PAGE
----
A new study by researchers at the University of California, San Diego and the University of Sheffield in the United Kingdom found these sticky spots are distributed randomly throughout the extracellular matrix in the body, an important discovery with implications for researchers trying to figure out how to grow stem cells in the lab in ways that most closely mimic biology. That’s because the synthetic materials scientists currently use to mimic ECM in the lab don’t have randomly distributed sticky spots, but instead are more uniformly sticky.
The study was published by Adam Engler, a bioengineering professor at UC San Diego Jacobs School of Engineering, and Giuseppe Battaglia, a professor of synthetic biology at the University of Sheffield in the Journal of the American Chemical Society (JACS). The group then mimicked this random stickiness in a foam biomaterial made out of polymers.
Battaglia and Engler explained that the foam uses two polymers, one that is sticky and one that is not, that separate from each other in solution. “It’s like what happens when you make balsamic vinaigrette and all the vinegar is randomly distributed in tiny bubbles throughout the oil,” said Engler. “We shook these two polymers up sufficiently to form randomly distributed nano-scopic patches of the sticky material amid the non-sticky material.”
At the appropriate ratio of sticky and non-sticky polymer, they found that it is possible to tune the size and distribution of the foam’s adhesive regions: having less sticky polymer in the foam made its adhesive patches smaller and more dispersed, just as with natural ECM.
What was surprising to the team was when they allowed stem cells to adhere to the foams, they found that random stickiness versus uniform stickiness was required for stem cells to properly adhere. They also found that this is likely necessary for stem cell development into mature tissue cells. As Battaglia explains, “In this sense, stem cells are like Goldilocks: the scaffold should not be too sticky or not sticky, it must be just right to maximize adhesion, and later, to cause stem cells to mature into tissue cells.”
The data published by Battaglia, Engler, and lead authors Priyalakshmi Viswanathan from the University of Sheffield and UC San Diego Bioengineering Ph.D. student Somyot Chirasatitsin should help better inform researchers of how to make their biomaterials appropriately sticky for stem cells to ‘feel’ their way around.
This work was supported by grants from the U.S. National Institutes of Health (DP02OD006460), Human Frontiers Science Program, and the Engineering and Physical Sciences Research Council in the United Kingdom.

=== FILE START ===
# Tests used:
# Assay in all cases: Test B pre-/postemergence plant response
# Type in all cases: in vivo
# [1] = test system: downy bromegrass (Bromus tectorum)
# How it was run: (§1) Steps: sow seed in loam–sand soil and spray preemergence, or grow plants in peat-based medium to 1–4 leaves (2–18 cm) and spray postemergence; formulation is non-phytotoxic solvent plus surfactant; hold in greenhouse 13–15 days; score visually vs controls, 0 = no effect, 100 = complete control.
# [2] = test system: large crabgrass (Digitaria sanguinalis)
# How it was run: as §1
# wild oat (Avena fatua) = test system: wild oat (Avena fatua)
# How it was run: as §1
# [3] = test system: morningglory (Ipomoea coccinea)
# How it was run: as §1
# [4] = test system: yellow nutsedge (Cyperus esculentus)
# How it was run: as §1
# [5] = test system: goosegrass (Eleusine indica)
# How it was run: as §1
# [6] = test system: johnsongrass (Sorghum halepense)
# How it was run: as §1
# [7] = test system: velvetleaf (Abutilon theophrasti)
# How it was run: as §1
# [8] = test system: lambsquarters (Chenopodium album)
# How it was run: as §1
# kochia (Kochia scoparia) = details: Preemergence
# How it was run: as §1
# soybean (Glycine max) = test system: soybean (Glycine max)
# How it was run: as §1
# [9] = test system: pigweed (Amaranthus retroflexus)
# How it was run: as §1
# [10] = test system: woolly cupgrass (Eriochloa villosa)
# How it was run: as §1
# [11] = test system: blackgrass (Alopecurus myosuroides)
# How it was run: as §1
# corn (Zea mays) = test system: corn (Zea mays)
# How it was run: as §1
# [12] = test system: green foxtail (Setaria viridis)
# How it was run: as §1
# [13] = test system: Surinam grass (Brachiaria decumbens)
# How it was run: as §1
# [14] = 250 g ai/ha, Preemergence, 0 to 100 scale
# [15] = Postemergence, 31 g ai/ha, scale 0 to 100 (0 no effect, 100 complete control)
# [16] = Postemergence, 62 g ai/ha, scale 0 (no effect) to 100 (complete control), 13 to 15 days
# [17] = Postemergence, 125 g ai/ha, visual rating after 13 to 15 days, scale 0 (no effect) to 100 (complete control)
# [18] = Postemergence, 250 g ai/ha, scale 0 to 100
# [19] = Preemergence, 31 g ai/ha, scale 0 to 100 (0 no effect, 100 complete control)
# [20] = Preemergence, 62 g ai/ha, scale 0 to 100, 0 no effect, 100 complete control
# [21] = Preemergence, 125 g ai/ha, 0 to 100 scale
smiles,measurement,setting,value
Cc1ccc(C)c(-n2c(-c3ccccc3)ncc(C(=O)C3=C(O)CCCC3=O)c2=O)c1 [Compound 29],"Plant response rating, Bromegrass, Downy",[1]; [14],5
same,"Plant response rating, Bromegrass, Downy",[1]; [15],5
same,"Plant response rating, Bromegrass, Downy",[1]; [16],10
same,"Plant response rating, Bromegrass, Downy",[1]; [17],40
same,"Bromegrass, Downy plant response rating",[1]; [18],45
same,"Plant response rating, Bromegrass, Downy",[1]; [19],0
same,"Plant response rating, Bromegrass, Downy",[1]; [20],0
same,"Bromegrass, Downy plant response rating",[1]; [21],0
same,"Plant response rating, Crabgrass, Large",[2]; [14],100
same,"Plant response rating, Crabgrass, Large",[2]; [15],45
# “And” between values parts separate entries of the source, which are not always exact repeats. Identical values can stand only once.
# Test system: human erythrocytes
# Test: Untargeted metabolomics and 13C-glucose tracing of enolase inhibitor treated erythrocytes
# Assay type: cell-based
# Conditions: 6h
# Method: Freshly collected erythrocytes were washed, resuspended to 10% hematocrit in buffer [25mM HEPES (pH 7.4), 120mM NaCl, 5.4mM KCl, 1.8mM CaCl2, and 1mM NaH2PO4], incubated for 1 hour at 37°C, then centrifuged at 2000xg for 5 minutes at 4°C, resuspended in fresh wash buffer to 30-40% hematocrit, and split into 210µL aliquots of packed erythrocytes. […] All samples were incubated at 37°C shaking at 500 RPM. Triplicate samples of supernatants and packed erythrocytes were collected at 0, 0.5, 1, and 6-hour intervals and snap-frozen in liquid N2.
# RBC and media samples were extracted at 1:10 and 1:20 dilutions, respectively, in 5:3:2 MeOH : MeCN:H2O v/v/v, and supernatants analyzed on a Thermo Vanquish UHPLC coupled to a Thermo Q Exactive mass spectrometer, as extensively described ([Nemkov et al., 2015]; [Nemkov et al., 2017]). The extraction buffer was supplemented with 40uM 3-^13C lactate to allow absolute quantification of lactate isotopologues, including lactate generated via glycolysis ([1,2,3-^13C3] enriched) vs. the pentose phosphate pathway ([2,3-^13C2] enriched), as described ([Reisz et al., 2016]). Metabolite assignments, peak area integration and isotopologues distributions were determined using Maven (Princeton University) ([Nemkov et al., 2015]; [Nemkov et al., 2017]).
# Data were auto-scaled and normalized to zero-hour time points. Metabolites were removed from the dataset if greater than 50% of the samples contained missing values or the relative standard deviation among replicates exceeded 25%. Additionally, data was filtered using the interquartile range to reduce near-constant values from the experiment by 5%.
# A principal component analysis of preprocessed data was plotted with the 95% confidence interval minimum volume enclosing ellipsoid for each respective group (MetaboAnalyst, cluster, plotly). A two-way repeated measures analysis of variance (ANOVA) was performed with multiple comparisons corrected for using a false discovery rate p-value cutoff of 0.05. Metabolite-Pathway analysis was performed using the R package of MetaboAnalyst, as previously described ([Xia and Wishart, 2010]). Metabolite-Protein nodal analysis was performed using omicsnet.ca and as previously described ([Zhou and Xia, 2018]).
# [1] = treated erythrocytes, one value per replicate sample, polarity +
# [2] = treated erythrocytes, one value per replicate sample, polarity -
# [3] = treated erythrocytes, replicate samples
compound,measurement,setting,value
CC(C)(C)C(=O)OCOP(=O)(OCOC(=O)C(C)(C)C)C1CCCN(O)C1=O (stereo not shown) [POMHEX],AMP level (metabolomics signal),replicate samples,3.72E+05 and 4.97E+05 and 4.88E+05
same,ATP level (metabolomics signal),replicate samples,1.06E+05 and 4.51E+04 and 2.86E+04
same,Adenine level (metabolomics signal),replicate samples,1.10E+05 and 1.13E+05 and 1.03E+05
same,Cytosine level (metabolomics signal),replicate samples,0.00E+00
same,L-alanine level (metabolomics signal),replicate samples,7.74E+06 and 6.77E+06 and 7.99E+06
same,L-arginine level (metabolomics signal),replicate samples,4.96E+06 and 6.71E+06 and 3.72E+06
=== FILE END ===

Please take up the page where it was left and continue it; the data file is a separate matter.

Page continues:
Catherine Hockmuth | Newswise
Watching atoms move in hybrid perovskite crystals reveals clues to improving solar cells
22.11.2017 | University of California - San Diego
Fine felted nanotubes: CAU research team develops new composite material made of carbon nanotubes
22.11.2017 | Christian-Albrechts-Universität zu Kiel
High-precision measurement of the g-factor eleven times more precise than before / Results indicate a strong similarity between protons and antiprotons
The magnetic moment of an individual proton is inconceivably small, but can still be quantified. The basis for undertaking this measurement was laid over ten...
Heat from the friction of rocks caused by tidal forces could be the “engine” for the hydrothermal activity on Saturn's moon Enceladus. This presupposes that...
The WHO reports an estimated 429,000 malaria deaths each year. The disease mostly affects tropical and subtropical regions and in particular the African continent. The Fraunhofer Institute for Silicate Research ISC teamed up with the Fraunhofer Institute for Molecular Biology and Applied Ecology IME and the Institute of Tropical Medicine at the University of Tübingen for a new test method to detect malaria parasites in blood. The idea of the research project “NanoFRET” is to develop a highly sensitive and reliable rapid diagnostic test so that patient treatment can begin as early as possible.
Malaria is caused by parasites transmitted by mosquito bite. The most dangerous form of malaria is malaria tropica. Left untreated, it is fatal in most cases....
The formation of stars in distant galaxies is still largely unexplored. For the first time, astron-omers at the University of Geneva have now been able to closely observe a star system six billion light-years away. In doing so, they are confirming earlier simulations made by the University of Zurich. One special effect is made possible by the multiple reflections of images that run through the cosmos like a snake.
Today, astronomers have a pretty accurate idea of how stars were formed in the recent cosmic past. But do these laws also apply to older galaxies? For around a...
Just because someone is smart and well-motivated doesn't mean he or she can learn the visual skills needed to excel at tasks like matching fingerprints, interpreting medical X-rays, keeping track of aircraft on radar displays or forensic face matching.
That is the implication of a new study which shows for the first time that there is a broad range of differences in people's visual ability and that these...
15.11.2017 | Event News
15.11.2017 | Event News
30.10.2017 | Event News
24.11.2017 | Physics and Astronomy
24.11.2017 | Health and Medicine
24.11.2017 | Earth Sciences